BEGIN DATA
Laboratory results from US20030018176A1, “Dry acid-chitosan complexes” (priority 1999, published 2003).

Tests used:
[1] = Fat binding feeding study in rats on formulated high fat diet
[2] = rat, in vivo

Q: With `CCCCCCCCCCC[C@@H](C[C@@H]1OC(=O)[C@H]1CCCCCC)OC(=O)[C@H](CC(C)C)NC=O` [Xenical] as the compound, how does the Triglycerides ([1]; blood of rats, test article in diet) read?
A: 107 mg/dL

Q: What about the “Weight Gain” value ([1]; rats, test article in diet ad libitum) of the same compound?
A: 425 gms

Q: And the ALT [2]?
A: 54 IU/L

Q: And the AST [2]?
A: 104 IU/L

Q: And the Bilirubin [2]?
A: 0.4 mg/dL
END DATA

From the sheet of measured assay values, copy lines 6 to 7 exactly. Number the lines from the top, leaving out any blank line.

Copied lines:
A: 107 mg/dL

Q: What about the “Weight Gain” value ([1]; rats, test article in diet ad libitum) of the same compound?